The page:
Overall pandemic fatigue is driving “food as medicine” solutions. According to social conversation, brazil nuts, maca and kefir interest is up substantially, with +168%, +422% and +526% in mentions related to depression, respectively.[11] In addition, studies have shown that blueberries, carrots, walnuts, dark chocolate and kimchi are also linked to better mental health.[12]

While we hope the above prove helpful in jump-starting a second wind, we can’t close without a simple reminder – even to ourselves – to look around our kitchens and tables and loved ones and practice gratitude, whether that’s a quiet moment of reflection, words spoken in thanks, or actions that pay mealtime forward to others less fortunate. What a fitting way for us to go forward into a New Year.

[1] “Is This the Future of Dining?”, Wall Street Journal, 9/16/20
[2] “The New Order”, The Washington Post, 4/23/20
[3] JTM Mega Director of Culinary Development, Dan Follese
[4] totalwine.com
[5] vinepair.com
[6] “4 easy ways to make takeout feel special, according to chefs and restauranteurs”, Business Insider, 6/09/20
[7] “Miss Going Out to Restaurants? Here’s How to Make Takeout Feel Special”, Eater, 4/07/20
[8] “Top Chefs Share Their 10 Food Plating and Presentation Tips”, Lightspeed, 7/16/19
[9] “How can grocers help ease home cooking fatigue?”, RetailWire, 9/14/20
[10] “Ambiance of Eating: What is its Role?”, The New York Times, 2/03/82
[11] “Putting Food to Work in the Age of Wellness”, Tastewise, 2019
[12] “5 foods you can eat to boost mental health”, The Atlanta-Journal Constitution, 11/04/20

5 Tips For Branding A Virtual Restaurant

According to industry analysts, the casual and fine dining recovery is expected to be years away, with 2021 only pushing us upwards to lower, negative numbers[1]:

a chart showing restaurant sales projection over 2020 and 2021
*McKinsey & Company

In that kind of prolonged environment, it’s no wonder operators have been experimenting with lower overhead models, like virtual brands that focus solely on takeout, curbside and delivery. In fact, these models are demonstrating the type of growth the industry desperately seeks, with sales forecasts for ghost restaurants at +42% and unit growth at +18%.[2]

While virtual models can also be a means to higher profitability, word on the street is that “marketing can be a challenge when a restaurant has no physical location.”[3] Lack of a physical presence is a barrier to trial for roughly 4 in 10 U.S. adults.[4] In our humble opinion, one of several reasons Chipotle Digital Kitchen and Buffalo Wild Wings GO have experienced triple-digit sales increases,[5] is because they are visibly linked (in name and offering) to already familiar and successful brands.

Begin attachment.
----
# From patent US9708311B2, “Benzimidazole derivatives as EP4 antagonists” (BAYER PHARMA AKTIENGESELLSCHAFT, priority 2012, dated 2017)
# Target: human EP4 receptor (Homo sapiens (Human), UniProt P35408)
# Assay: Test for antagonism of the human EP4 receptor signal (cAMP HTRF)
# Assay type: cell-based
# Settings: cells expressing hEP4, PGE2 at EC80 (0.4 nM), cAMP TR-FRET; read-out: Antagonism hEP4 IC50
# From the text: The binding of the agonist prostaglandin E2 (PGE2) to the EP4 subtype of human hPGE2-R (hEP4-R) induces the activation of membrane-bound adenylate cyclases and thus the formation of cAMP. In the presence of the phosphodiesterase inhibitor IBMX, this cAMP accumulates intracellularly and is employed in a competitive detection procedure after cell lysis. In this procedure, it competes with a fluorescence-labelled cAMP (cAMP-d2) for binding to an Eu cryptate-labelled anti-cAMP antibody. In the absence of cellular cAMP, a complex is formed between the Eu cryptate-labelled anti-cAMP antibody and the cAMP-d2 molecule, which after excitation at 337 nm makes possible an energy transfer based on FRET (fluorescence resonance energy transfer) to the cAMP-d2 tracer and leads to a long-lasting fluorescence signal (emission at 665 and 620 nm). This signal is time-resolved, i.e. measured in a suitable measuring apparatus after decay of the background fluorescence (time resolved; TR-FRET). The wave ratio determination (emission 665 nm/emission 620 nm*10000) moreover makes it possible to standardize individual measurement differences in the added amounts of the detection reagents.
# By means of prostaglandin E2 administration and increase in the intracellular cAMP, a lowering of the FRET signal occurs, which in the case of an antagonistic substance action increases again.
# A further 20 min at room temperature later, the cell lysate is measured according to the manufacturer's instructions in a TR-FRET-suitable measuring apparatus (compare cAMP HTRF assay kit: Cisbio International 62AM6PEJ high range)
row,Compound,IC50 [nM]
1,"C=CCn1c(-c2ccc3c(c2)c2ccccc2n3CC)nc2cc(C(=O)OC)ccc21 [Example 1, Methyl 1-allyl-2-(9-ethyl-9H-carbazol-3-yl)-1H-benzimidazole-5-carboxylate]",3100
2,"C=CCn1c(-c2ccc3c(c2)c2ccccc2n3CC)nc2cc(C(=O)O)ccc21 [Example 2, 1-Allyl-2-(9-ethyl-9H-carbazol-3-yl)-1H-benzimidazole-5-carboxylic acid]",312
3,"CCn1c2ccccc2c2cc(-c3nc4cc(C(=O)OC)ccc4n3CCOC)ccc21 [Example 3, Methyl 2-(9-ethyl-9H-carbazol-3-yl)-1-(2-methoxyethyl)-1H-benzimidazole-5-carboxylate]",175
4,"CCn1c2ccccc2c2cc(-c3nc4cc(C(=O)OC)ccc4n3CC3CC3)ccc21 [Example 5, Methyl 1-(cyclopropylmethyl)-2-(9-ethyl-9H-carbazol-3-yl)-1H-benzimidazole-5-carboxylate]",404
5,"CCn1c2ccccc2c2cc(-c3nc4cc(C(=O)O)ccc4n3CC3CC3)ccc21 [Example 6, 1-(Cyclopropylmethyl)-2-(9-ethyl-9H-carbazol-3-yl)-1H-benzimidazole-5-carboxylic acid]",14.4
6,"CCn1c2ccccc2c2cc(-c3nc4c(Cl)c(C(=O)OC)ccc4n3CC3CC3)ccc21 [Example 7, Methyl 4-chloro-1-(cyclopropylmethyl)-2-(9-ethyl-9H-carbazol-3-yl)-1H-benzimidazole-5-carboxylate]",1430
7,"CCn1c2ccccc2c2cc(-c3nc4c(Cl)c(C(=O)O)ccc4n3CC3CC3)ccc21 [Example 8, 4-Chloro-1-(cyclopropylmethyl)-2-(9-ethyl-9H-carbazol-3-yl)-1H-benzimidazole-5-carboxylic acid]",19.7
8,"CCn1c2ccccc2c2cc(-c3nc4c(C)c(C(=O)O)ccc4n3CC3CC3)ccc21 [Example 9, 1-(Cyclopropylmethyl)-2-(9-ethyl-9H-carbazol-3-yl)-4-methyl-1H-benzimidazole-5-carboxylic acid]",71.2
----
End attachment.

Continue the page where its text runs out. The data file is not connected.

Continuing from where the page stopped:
For operators pursuing virtual concepts, we offer up our short list of branding advice:

1. Tell your story. There’s a reason websites always contain an “About Us” section – consumers (and investors) are curious – about the founder(s), the reason you exist, your values and what kind of future you want to create. Aside from the menu, they need something to believe in. Whether your virtual concept was born out of recognizing a consumer unmet need, or avoiding personal bankruptcy, tell it like it is. Americans value authenticity, entrepreneurialism and vision.

2. Take great pictures. Food porn has become table stakes. According to virtual brand, Zombie Burger Co., “killer photos on digital menus and third party platforms are key to getting that first look, that first click.” While we recommend investment in a professional food photographer, if you need to be scrappy, check out DIY tips and tricks from our May 2020 Issue: Take Your Best Shot.

3. Optimize search. With digital apps and websites the only point-of-sale for virtual brands, and often a key awareness vehicle, having a search strategy is paramount to get your unknown brand noticed. If you’re calling yourself “Wings R Us”, make sure you link yourself to critical key words, e.g., the obvious “wings” and “chicken”, but also consider relevant adjacencies or growing categories like “snack”.

4. Deepen customer relationships through branded experiences. Don’t over rely on the food to drive loyalty – there are an estimated 100,000 virtual concepts on 3rd party apps[6] – differentiate and endear yourself with additional engagements, e.g., personalized offers, contests, VIP invites, product testing opportunities, virtual classes or tastings, live mealtime entertainment via Zoom, post-meal follow-ups on customer satisfaction, random acts of kindness, etc.

5. Be consistent. Set brand guidelines to ensure the same look, feel, voice, tone, personality and overall vibe is carried through all consumer touchpoints.

Just as “Rome wasn’t built in day”, neither are brands, but hopefully the above will help you move faster!

[1] “Eating out(side): Restaurant dining in the next normal”, McKinsey & Company, 8/20
[2] “More than one way to go virtual: The delivery-only restaurant brand space grows more complex with myriad models”, Nation’s Restaurant News, 8/25/20
[3] “Virtual Brands Emerge From The Shadows”, Restaurant Business, 9/21/20
[4] “2020 Delivery and Takeout Consumer Trend Report”, Technomic, 2020
[5] “Chipotle Mexican Grill introduces digital-only restaurant”, 11/11/20 and “Buffalo Wild Wings to open ‘GO’ format unit in Georgia”, 5/11/20, Nation’s Restaurant News
[6] “Just How Many Virtual Brands Are There?”, Restaurant Business, 8/13/20

Questions, comments or want to learn more? Let's connect! weshouldtalk@jtmega.com